The water line in that dear old home my brother and I were raised in was only one foot (1') from the ceiling. We had, after Mother died, left so much "stuff" thinking we had all the time in the world to coordinate, divide or toss its remains. But that time was stolen, hijacked by a wall of water. It deeply hurt our whole family to see such chaos in once familiar rooms. The items were water logged, the furniture was topsy-turvy, thrown about like toys and from it all came a stench that only a flood can manifest. Another time to adapt? But I must say, I didn't know how for quite some time. Not until much later when I began looking around my own home. There in my reach were little things that Mama had either given me or I had brought home after she passed away. Charming things, useful things, cherished things that reminded me of her and my life with her. I began to use some of the kitchen items she had passed down to me; I set out on the sideboard some of her ceramic pieces; I perused her recipes and used them lovingly. All these little insignificant things to other folks were tangible, special heirlooms to me and desperately important as a connection to my parents and the home we shared. Then, and only then, could I say, "thank you Lord for what I do have, no matter what I've lost". What brought me so much sadness made me realize what was there in front of me all the time, with tons of memories attached. 

This is a week of reflection of the blessings in my life. Through all of the unexpected events of this year, I do indeed feel most fortunate. And so it begins...

Saturday, November 5, 2016

Time & Seasons

In the long ago and far away, spring was the relish on my calendar year; the precursor to fun in the sun. It was newness and color and warmth as it came clamoring out of the despair of winter's chill. And it signaled a trumpet call for change. As difficult as summers can be for the Deep South, the collective vote is for its hastened approach by a clear majority. For the bulk of my life, summer was always my favorite season. I loved those nights of velvet, of palpable darkness occasionally lit by a flare from heat lightning. It was days of creek swimming, homemade ice cream making, long walks in the woods and vacation. It was the season of my youth.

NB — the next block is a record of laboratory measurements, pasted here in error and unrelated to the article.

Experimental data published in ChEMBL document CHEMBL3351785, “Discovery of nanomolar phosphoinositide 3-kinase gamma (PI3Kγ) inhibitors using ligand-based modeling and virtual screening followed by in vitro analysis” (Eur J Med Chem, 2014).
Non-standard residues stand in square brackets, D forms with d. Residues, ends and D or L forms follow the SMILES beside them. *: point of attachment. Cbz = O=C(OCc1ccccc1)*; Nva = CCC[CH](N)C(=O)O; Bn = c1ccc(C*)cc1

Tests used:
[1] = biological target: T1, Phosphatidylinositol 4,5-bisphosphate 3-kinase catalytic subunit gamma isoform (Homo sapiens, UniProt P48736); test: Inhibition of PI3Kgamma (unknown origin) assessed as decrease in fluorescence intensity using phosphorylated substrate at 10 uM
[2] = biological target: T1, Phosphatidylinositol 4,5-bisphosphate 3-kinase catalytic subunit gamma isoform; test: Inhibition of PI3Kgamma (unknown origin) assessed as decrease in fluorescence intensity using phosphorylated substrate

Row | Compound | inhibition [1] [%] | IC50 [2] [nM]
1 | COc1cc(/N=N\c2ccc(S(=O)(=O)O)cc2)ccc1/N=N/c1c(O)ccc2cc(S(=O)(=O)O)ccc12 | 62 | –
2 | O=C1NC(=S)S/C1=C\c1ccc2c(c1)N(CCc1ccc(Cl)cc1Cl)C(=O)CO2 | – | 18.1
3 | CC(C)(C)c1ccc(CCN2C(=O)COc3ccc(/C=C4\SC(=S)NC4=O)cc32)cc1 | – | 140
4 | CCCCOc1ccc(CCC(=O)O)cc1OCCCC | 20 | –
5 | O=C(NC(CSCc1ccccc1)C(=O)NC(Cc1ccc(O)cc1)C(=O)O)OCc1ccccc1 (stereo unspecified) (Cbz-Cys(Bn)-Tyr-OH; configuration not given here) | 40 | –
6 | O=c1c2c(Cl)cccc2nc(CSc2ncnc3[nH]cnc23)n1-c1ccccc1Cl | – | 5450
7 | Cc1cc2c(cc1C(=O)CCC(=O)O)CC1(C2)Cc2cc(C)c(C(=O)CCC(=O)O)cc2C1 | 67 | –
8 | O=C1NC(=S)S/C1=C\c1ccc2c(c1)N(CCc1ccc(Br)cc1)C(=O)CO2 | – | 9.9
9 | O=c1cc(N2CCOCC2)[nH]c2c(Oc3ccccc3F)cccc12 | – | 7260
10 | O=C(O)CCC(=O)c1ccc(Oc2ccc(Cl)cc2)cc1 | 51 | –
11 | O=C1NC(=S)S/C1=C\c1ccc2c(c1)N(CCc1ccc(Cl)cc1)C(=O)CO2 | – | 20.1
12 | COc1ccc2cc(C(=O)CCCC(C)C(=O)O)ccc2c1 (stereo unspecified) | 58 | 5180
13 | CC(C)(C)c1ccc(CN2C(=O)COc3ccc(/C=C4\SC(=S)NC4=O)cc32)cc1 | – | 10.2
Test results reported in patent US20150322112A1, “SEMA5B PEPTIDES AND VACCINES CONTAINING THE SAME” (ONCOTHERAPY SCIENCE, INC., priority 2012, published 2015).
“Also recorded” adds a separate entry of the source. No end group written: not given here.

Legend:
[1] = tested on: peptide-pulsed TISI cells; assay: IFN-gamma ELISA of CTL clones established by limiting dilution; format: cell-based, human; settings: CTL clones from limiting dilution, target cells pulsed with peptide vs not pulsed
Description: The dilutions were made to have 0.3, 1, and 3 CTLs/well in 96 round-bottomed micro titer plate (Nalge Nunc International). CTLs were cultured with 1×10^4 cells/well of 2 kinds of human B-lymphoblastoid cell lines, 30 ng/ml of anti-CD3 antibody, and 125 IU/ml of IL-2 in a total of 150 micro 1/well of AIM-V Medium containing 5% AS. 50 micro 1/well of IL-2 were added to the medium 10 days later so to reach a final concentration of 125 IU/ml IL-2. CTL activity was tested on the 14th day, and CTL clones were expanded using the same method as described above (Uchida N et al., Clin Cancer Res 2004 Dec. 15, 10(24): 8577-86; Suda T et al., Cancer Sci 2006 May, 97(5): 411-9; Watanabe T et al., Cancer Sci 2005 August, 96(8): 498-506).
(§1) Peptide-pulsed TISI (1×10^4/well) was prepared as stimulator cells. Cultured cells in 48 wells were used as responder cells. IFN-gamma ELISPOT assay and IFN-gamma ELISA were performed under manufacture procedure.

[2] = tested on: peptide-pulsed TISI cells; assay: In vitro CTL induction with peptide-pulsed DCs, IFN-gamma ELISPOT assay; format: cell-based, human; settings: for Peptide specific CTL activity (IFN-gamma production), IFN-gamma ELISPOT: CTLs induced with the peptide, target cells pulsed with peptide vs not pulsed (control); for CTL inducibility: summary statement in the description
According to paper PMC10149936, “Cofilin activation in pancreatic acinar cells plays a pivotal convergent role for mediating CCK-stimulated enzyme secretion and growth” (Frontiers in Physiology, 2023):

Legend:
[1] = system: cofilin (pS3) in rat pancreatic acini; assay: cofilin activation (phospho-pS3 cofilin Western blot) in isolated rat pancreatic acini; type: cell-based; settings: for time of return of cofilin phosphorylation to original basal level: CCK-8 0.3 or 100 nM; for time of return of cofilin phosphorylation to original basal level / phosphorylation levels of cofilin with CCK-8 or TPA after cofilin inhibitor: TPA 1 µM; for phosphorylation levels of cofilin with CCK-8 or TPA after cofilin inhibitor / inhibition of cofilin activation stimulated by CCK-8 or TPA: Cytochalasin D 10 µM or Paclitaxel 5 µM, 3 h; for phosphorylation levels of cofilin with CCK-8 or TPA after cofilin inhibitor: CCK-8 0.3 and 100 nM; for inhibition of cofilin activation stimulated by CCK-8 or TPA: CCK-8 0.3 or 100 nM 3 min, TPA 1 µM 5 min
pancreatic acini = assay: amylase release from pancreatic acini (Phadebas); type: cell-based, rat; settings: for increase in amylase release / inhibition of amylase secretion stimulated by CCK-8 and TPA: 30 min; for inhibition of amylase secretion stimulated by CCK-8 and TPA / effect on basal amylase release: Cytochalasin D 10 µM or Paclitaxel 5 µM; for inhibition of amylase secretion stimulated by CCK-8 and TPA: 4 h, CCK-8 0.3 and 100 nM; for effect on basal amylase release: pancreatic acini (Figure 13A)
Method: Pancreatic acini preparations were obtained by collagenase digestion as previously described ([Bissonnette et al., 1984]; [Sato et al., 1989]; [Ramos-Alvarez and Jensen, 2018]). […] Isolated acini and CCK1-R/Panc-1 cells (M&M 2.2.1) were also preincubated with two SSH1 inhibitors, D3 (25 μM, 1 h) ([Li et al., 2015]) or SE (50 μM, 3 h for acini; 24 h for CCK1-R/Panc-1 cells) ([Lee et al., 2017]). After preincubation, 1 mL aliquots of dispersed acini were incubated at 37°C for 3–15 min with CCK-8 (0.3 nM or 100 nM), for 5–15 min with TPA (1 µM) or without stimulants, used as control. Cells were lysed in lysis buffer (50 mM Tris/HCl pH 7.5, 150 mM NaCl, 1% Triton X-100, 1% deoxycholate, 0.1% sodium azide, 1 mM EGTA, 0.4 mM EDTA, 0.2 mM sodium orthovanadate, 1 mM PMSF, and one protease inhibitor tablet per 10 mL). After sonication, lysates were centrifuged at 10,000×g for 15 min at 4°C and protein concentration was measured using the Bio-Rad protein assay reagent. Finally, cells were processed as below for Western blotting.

There is a melancholy feeling this time of year during the autumnal turn. And it is more and more welcome as my time goes by. When I was younger, it disturbed me to feel the first cool burst of air cutting through the thickness of heavy, humid heat. I suppose it was the dying summer's gasp that saddened me.  Now, it's a celebration. The mornings of late have been quite cool. But it isn't the unwelcome seasonal pivot it once was. Now it signals early evenings growing dark so soon, a rethinking of menus to more warm, comforting pots of glorious Southern/Louisiana eats. It brings me in from the outdoors for a welcome rest from the chores that summer demands. 

The time will change tonight while we sleep and at Sunday's dawning we will wake to the sun instead of darkness. And when dusk arrives, it will quicken our path home from obligations of Sunday evening. And so begins the season of cozy. I'll take it.



Daddy's old clock stuck at 2:31. I keep it on my desk at home; it's a huge reminder of him.

Thursday, August 18, 2016

Quotes... Thoughts... Pics...


"I'll be a story in your head, but that's OK. We're all stories in the end. Just make it a good one, eh? 'Cause it was, you know, it was the best"

~ Steven Moffat ~


~ This is one of my favorite quotes. It has that inexplicable quality that leaves me guessing. Is it love lost? Probably. Or perhaps just a hush-hush adventure kept secret over time. Or simply a juicy "story in your head". Eh?





"I have learned that to be with those I like is enough"

~ Walt Whitman ~

~ "Enough" as it's defined, escaped me for most of my life. Youth never gets it, more is more, always. But now, in my shall we say, mature years; I get it. I have people in my life that thrill me. Just to linger in their aura is magic for me. Phone conversations, chit-chat over dinner, no matter what, it's all good. Or to quietly sit and just be...an impossibility when I was young. In truth, I have never collected friends; I'd rather think I have esteemed my favorite humans to be elemental to my happiness.